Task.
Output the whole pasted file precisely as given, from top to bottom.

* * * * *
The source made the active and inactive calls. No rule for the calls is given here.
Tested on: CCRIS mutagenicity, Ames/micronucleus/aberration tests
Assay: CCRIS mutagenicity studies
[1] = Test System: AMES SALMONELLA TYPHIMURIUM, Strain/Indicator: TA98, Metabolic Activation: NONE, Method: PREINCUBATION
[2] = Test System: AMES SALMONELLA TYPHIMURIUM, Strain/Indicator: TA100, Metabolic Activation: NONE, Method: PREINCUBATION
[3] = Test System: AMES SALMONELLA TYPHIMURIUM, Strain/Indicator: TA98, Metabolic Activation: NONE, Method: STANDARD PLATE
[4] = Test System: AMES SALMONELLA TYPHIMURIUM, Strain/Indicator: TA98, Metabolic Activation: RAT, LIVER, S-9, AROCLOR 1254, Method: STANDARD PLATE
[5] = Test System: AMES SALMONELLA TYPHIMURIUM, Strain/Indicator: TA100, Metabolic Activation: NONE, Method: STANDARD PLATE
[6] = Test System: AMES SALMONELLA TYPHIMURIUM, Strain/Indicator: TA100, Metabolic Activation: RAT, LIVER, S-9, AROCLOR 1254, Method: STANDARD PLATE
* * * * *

The source made the active and inactive calls. No rule for the calls is given here.
Tested on: CCRIS mutagenicity, Ames/micronucleus/aberration tests
Assay: CCRIS mutagenicity studies
[1] = Test System: AMES SALMONELLA TYPHIMURIUM, Strain/Indicator: TA98, Metabolic Activation: NONE, Method: PREINCUBATION
[2] = Test System: AMES SALMONELLA TYPHIMURIUM, Strain/Indicator: TA100, Metabolic Activation: NONE, Method: PREINCUBATION
[3] = Test System: AMES SALMONELLA TYPHIMURIUM, Strain/Indicator: TA98, Metabolic Activation: NONE, Method: STANDARD PLATE
[4] = Test System: AMES SALMONELLA TYPHIMURIUM, Strain/Indicator: TA98, Metabolic Activation: RAT, LIVER, S-9, AROCLOR 1254, Method: STANDARD PLATE
[5] = Test System: AMES SALMONELLA TYPHIMURIUM, Strain/Indicator: TA100, Metabolic Activation: NONE, Method: STANDARD PLATE
[6] = Test System: AMES SALMONELLA TYPHIMURIUM, Strain/Indicator: TA100, Metabolic Activation: RAT, LIVER, S-9, AROCLOR 1254, Method: STANDARD PLATE